When we dared call 2013 the year of Indian Motorcycles, we tried to give our readers an understanding of Indian’s unique history. Indian’s were known for many things, not least the winning of races and high performance. The dichotomy faced by Polaris when it bought Indian just two years ago, i.e., capitalizing on the marque’s history without ignoring the high performance aspect of that history, has not been lost on the Polaris designers and engineers.
The engine that will power the initial models (the first models designed ground-up by Polaris, to be introduced later this year), is the Thunder Stroke 111 pictured (and illustrated) herein. While faithfully recreating the look of a 1940s Indian Chief twin with its slanted fins, tapered cylinders (larger at the heads), straight down exhaust exits and pushrod tubes, Indian pushed the envelope performance-wise, as well.
Aiming for a high 9.5:1 compression ratio (high for an air/oil cooled engine, that is) Polaris has gone to great lengths to lighten and modernize the engine internals in the Thunder Stroke 111. Pistons are modern, short skirt designs driven by narrow and light (by big twin standards) conrods.
Three cams (pictured) drive four pushrods that open and close the intake and exhaust valves (2 valves per head). The 111 cubic inch (1811 cc) monster features a 49 degree angle.
Polaris worked hard to refine the power delivery, aiming for a silky smooth driveline, and just the right amount of vibration (controlled by a single counter-balancer). Belt drive exits the power source on the right side before traveling to the wheel. While many big twins get by with five speeds, the Thunder Stroke 111 will have six.
When I first heard this engine (you can listen to it in the video below), I told a secretive Polaris product designer that it sounded like it had a “lighter flywheel effect”, and revved much quicker than a typical large displacement v-twin. I seemed to get a vague acknowledgement that I was correct, and the design of the Thunder Stroke 111 reflects this.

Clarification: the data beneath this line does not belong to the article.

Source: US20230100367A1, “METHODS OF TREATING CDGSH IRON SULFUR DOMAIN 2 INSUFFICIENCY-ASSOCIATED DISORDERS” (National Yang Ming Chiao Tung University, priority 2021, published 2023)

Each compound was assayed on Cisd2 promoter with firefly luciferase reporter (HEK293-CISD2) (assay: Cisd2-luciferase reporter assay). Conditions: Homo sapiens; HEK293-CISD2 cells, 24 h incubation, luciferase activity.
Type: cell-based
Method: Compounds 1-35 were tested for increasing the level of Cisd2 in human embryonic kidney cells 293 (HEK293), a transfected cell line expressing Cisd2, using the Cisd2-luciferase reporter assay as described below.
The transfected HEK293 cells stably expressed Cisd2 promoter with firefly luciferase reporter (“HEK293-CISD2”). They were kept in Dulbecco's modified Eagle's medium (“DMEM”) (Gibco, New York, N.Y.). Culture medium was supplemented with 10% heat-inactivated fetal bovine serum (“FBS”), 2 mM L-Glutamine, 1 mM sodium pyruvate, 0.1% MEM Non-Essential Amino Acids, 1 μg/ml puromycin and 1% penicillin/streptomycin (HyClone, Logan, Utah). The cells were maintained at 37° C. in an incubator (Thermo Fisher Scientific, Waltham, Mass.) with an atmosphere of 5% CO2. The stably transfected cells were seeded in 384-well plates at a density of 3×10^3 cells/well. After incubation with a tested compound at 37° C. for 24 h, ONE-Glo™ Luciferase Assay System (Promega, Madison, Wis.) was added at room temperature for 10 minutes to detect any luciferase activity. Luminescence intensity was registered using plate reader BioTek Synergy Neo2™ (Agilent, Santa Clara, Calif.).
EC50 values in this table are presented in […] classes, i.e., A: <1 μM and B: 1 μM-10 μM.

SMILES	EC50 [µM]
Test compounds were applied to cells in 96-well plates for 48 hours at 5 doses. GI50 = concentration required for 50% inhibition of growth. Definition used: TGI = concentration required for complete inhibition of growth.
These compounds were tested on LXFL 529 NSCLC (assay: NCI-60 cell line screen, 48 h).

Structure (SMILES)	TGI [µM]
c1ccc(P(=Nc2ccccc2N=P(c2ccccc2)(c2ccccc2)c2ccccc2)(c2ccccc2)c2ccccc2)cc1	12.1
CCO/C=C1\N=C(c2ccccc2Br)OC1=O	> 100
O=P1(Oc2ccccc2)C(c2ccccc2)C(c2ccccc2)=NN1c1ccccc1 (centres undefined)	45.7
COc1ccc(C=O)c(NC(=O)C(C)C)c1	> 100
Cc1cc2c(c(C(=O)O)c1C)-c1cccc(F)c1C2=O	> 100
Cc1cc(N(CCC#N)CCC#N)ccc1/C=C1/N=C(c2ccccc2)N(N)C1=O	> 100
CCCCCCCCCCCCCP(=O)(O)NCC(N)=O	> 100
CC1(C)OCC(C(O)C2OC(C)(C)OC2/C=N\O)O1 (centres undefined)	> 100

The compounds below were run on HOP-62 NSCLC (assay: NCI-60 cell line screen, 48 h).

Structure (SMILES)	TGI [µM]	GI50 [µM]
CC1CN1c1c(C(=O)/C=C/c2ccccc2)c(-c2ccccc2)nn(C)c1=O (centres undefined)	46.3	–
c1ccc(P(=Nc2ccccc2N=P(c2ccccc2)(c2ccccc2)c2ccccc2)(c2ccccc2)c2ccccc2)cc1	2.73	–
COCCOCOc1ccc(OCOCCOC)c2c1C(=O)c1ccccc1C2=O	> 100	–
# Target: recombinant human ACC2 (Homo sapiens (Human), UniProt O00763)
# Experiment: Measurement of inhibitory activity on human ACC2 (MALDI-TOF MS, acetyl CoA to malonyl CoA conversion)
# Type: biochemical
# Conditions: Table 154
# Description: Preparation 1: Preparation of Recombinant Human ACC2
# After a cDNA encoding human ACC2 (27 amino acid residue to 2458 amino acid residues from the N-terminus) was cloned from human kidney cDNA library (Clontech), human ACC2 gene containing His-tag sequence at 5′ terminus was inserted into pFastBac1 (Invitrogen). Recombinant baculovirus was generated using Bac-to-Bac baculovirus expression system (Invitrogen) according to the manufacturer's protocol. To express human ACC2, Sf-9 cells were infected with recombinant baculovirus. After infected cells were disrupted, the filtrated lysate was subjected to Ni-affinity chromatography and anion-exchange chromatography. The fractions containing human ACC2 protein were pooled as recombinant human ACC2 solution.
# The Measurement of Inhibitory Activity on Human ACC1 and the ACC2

For a large displacement v-twin, the bore/stroke ratio is relatively aggressive (bore is 101 mm and stroke 113 mm). The current horsepower king of comparable size and design is Star’s 48 degree v-twin displacing 1854cc, which, although slightly larger displacement, features a narrower bore and longer stroke (100 mm x 118 mm). The interesting thing is that the Thunder Stroke 111 has a peak engine speed of only 5500 rpm, seemingly quite conservative given the extensive efforts to create exceedingly light and low friction engine internals together with the bore/stroke ratio. The low engine speed will limit peak horsepower.
The specifications published (this the press kit) for the Thunder Stroke 111 include peak torque of “more than 115 foot/pounds”, but no number is given for peak horsepower. We are also not told at what point the torque peak is achieved in the rev range. Given the engine redline (5500 rpm, as stated), and Indian’s desire to provide a broad, relatively flat torque curve, crank horsepower could easily exceed 100 . . . mighty healthy for the category.
If the engine revs as quickly and easily as we suspect, and the overall package emphasizes light weight (both the engine and chassis), the new Indian models could provide a quite unique riding experience. Fast . . . quick even. Something not normally associated with “cruisers”.
Of course, this is just the first Indian engine designed from a clean sheet by Polaris. Indian built in-line fours in the past, as well, and I think we can expect this engine configuration somewhere down the road. Indian’s high performance, race winning heritage will receive its fair share of attention in due time, we believe.